However, this comes from another powerful narrative tool that he employs so deftly – honesty. What he thinks of Stella Damasus and her rivalry with Genevieve Nnaji, he tells; what he went through in the hands of Sypder, the creative, uhm, business storyteller that was his first marketer, he says; just how he feels about the “notorious” actress Omotola Jalade-Ekeinde and her legendary “wahala” he shares – and oh, what a delicious story he tells.
But there is no place where this honesty is more useful than when he shares the stories of two ambitious, but impressive, even historic projects that would have transformed the Nigerian film space – the Film Market and Project Nollywood. You have to read the book to hear the stories.
Sadly, the book tapers off towards the end, doing a great disservice to what was until then one helluva story. After the “epic” tale that was Project Nollywood, its as if the book suddenly lost interest in itself – tired, wistful, almost sad.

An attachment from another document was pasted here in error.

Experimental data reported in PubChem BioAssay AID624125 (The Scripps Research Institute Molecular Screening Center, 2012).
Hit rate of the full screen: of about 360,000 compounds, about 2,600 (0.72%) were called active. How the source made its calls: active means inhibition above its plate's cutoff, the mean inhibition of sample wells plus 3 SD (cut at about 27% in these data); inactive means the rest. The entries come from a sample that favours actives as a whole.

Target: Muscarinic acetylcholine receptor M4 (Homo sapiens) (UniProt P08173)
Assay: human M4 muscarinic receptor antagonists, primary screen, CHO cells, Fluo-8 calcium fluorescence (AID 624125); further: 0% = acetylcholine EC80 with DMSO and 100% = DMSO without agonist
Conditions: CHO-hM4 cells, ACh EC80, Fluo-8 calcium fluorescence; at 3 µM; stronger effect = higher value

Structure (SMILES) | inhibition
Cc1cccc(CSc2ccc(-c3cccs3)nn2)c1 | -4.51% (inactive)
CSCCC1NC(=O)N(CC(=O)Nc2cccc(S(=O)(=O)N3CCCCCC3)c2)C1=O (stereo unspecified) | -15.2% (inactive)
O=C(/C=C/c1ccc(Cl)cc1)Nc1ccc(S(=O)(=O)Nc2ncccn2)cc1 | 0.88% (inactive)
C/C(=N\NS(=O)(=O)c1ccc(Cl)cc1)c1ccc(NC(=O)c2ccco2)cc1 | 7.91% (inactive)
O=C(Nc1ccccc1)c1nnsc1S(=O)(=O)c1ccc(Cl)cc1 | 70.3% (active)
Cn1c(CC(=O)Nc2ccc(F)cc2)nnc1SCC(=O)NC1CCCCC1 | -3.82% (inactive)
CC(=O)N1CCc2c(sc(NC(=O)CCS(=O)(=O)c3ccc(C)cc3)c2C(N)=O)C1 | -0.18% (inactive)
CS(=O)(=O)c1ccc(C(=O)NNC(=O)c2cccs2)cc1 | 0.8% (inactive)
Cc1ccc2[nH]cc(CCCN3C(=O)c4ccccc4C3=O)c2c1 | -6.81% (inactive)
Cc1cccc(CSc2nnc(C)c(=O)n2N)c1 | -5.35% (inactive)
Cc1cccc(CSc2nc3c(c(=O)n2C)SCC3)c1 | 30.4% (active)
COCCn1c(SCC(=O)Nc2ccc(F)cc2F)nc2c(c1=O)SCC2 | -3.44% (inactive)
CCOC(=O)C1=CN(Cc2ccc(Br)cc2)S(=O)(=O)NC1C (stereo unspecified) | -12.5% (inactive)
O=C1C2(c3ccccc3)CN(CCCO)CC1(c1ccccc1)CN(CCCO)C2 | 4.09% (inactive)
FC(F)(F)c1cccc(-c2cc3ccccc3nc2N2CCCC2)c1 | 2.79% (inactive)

Don’t get it twisted, as musician D’banj would say, that last chapter is engaging – he tells of Benin City where his talent was first discovered, of what a profound effect programmes like Hotel De Jordan and Pot of Life had on him, his odyssey through stage and the NTA, his influences from Michael Jackson – for whom he has a touching affection – to Teddy Riley whom he calls his “creative mentor”. It is an interesting, humorous, engaging end to this 140-page work.